It was a day of Greek unexpectations: marching in the Greek Independence Day Parade (representing the California Greeks - Holler!), walking around Manhattan with a stunner shade wearing Greek Orthodox Priest, and eating Greek baby shark.
After the parade Greeks from all over New York and New Jersey flocked to Astoria for some Taverna time. Stamatis, an Astoria institution, was of course, packed. But the priest, who is also my friend Pano's father, worked his magic and we got a table sitting with some of his parishioners who were about to leave. Sneaky priest.
Fresh fish ... and somewhere lurking, a baby shark
Men at work
We started off with the traditional offering of toasted chunks of bread drizzled with olive oil. During this time the priest found baby shark on the menu and sealed the deal for an order with our waiter.
Real deal Greek village bread
And some of the smooth, food friendly, house red.
Good for washing down baby shark
Our mezze plate of melitzanosalata (eggplant salad), tzatziki, taramousalata (fish roe dip) and tirokafteri (spicy cheese dip) arrived next. I was relived to taste the freshness and pureness of the melitzanosalata. No trace of mayo in sight! The taramousalata was creamy with a nice hue of the sea. I wish the tirokafteri was a little spicier but then again, Greeks don't like spicy food so I can see why Stamatis keeps theirs tame.
Followed by a Greek salad with lots of fresh herbs. It was nice to see big rings of red onion and lots of fresh dill.
Greek salad, did you expect anything else?
After the salad, the baby shark, lightly battered and fried with skordalia arrived. The priest explained this was one of his favorite dishes, as he showed us how to remove the middle spine cartilage, squirt with lemon, pat with some garlicky skordalia and insert into pie hole. The shark was incredibly tender and mild. I loved it!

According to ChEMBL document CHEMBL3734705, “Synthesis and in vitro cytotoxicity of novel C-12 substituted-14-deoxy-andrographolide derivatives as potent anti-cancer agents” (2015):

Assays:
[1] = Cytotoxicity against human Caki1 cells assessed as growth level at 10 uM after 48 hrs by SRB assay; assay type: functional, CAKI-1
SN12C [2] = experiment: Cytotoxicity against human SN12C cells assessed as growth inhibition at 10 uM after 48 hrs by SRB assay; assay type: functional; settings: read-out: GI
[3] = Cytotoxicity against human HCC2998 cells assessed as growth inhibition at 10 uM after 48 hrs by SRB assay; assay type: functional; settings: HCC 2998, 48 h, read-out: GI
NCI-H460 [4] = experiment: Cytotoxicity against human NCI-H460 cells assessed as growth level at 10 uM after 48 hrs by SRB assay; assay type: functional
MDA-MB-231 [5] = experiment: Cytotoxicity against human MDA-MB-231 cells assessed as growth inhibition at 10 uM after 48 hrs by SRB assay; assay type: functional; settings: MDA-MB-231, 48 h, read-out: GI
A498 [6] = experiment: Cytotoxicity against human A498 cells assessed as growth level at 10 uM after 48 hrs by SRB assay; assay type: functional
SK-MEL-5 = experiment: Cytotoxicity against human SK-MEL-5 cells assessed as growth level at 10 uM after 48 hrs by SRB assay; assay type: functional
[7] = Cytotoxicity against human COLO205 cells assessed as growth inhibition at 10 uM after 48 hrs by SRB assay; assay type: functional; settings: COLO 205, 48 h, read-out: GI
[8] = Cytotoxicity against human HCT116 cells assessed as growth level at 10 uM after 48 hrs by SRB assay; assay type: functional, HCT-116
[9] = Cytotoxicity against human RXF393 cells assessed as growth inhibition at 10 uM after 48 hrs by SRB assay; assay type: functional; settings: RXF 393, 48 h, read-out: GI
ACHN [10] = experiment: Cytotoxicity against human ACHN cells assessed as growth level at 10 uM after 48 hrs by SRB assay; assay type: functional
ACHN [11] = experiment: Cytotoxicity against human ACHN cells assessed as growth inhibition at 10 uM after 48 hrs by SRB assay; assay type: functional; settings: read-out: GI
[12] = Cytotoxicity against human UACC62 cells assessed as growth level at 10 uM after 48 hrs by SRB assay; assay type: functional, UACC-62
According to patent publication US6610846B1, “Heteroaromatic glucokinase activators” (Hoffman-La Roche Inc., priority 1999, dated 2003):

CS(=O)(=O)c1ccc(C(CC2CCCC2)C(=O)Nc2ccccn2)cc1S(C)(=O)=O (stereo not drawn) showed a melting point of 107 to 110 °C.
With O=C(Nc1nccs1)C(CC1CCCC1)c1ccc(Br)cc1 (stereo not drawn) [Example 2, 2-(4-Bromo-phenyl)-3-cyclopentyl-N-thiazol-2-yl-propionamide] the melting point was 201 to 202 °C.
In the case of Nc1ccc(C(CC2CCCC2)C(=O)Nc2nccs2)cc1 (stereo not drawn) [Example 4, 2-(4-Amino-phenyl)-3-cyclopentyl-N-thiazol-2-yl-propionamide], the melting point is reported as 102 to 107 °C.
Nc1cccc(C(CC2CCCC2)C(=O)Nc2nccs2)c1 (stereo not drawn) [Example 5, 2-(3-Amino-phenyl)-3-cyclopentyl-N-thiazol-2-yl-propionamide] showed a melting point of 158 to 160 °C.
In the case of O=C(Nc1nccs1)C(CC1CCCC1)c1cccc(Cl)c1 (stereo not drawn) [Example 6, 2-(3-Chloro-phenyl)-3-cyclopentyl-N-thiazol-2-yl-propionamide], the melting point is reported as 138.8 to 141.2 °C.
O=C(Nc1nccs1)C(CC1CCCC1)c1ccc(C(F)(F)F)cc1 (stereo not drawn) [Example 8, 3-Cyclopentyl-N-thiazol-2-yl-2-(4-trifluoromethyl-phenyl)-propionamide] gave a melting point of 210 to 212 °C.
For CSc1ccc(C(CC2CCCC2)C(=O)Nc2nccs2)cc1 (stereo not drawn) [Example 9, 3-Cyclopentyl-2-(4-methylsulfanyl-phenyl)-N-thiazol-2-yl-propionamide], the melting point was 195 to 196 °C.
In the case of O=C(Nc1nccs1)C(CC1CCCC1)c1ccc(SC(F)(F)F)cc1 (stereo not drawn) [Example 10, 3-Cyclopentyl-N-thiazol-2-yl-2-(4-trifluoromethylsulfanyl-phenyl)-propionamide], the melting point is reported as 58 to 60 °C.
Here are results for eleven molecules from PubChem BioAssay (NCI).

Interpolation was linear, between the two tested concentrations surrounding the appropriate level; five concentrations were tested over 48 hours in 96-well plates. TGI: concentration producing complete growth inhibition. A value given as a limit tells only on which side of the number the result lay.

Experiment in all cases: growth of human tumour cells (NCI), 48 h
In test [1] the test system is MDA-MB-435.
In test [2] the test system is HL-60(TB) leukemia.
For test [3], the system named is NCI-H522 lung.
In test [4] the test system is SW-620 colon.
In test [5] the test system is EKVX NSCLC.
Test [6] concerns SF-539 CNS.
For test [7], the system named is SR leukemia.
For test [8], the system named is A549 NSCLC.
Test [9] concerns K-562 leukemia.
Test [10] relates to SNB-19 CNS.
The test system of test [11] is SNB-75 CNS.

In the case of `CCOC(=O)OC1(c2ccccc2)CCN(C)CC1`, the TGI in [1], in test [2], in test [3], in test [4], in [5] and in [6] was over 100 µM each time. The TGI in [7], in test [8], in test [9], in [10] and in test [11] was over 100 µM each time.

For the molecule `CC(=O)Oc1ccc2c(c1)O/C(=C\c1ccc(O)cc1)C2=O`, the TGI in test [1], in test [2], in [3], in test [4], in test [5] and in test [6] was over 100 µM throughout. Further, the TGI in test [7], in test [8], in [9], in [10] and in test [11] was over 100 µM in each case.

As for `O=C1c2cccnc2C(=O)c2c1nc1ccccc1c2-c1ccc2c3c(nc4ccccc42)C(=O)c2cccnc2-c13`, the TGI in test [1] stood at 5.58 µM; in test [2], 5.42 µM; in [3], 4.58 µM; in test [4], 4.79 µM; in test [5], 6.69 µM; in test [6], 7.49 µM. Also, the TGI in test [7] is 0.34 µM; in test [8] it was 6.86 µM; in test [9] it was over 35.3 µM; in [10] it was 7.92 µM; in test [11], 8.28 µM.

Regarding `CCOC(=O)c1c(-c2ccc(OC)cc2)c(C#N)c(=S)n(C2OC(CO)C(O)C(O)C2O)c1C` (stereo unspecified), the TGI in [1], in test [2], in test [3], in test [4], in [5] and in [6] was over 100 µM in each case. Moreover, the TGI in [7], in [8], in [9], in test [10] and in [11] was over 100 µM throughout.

Baby shark gets attacked by US
And a ladera vegetable platter with gigantes (giant beans), okra, peas, eggplants and green beans was a hearty variety of traditional Greek veggies melted in a warm olive oil bath. I usually hate okra, but decided to face my fear and try it again. There are worse things.
Greek style olive oil stewed veggies
My BFF, the octopus, arrived looking like daddy long legs. We were a little shocked to see extra vinegar on the plate since traditional charred octopus is served in just a puddle of olive oil.
A pair of legs!
Panos then rolled up his sleeves and got to work on our purple friend, spending tedious minutes fixing it the "Matsis" way, while priest father looked on approvingly. It was incredibly soft meat with a good amount of smoky char flavor and crunch on the outside. It was stellar. Stamatis does not mess around with their octopus.
Operation Matsis Octopus
This is a family secret, but it does involve extra oregano which the waiter kindly brought for us. I was shocked to see real oregano brought out per our request. Looks like the bootleg stuff my aunt sends me home coming back from trips to the motherland.
We don't need no stinkin' spice shaker
2909 23rd Ave.
Astoria, NY 111005